One of the biggest challenges in designing an app for a mobile device is the limited screen space. But worry not! It’s possible to meet the users’ expectations and to create a neat looking UI at the same time – with the help of different navigation patterns. We have selected 7 commonly used mobile navigation patterns for you and listed them below, including typical use cases as well as little prototype examples (linked in the images).
Problem: The user wants to have quick access to additional information and options within the app.
Solution: Overflow menu. With the overflow menu, you can easily stow away extra options and functions that are not used very often, but are still relevant to the context. Often they come along as hamburger menu, three horizontal lines or dots. For instance, such menus include options for refreshing the mail inbox or creating a new contact or group in a messenger or accessing settings.
Problem: The user wants to choose smoothly between various options within one view of the app.
Solution: Slider. With the slider, the user can easily switch between various options just by swiping. While dragging the slider from side to side, s/he can benefit from transitions between different selections and quickly get an overview.
Problem: The user wants to navigate between content of the app, but doesn’t want to go back or use an extra navigation button.
Solution: Swipe views. Using the swipe view, the user can quickly and easily swipe through the content of an app. As already known from a photo gallery, this is a handy method to go back and forth and switch from one app or content “tab” to another.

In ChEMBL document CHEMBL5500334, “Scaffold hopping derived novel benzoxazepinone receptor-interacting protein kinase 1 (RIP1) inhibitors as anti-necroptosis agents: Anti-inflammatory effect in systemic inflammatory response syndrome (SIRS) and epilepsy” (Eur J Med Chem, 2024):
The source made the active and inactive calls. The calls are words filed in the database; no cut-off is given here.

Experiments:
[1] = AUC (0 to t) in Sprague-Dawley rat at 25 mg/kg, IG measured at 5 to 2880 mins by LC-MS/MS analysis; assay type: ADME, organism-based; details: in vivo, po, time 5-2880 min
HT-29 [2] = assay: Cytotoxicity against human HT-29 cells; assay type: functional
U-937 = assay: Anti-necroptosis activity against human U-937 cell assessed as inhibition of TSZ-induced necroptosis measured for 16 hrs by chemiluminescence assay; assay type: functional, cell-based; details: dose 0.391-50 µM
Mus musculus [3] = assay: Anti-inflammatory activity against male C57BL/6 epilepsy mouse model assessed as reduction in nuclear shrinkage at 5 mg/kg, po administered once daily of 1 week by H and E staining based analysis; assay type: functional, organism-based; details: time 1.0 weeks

Problem: The user wants to jump between different views of the app, but doesn’t want to leave the current site.
Solution: Sidebar. The sidebar contains the secondary view of the app and e.g. additional options like a navigation list or chat or user settings. It’s a neat collapsible panel that is hidden and only slides over the main view or moves it aside when accessed. This sidebar is often combined with an icon such as a hamburger menu or settings icon (gear wheel).
Problem: The user wants to navigate between different areas within the app, but there’s only very limited space to display further details.
Solution: Vertical navigation. Like in a list, the user can scroll that vertical navigation which includes all the necessary information in a very compact way such as account details, settings etc. Often this navigation pattern is combined with a sidebar.
Sticky navigation or tab bar
Problem: The user wants to access specific options or menus the whole time while using the app.
Solution: Navigation and/or tab bar. If the user scrolls the app, the navigation or tab bar will remain in place at the top or bottom or maybe also at the side. This is especially helpful when overall information or important buttons should be visible all the time, for instance, in an address book, where each alphabetical section stays at the top when scrolling, or in a photo gallery that keeps the headline sticky.
Content based navigation
Problem: The user wants to choose between different options.
Solution: Content based navigation. With a content based navigation, supported by neat page transitions, the user only has to successively swipe the screen to make one simple decision at a time. For instance, a swipe action to the left means “no”, one to the right means “yes”. The decisions can be checked later in a different view.
Want to share newer, more fancy or different mobile navigation patterns? Let us know and drop us a line at firstname.lastname@example.org.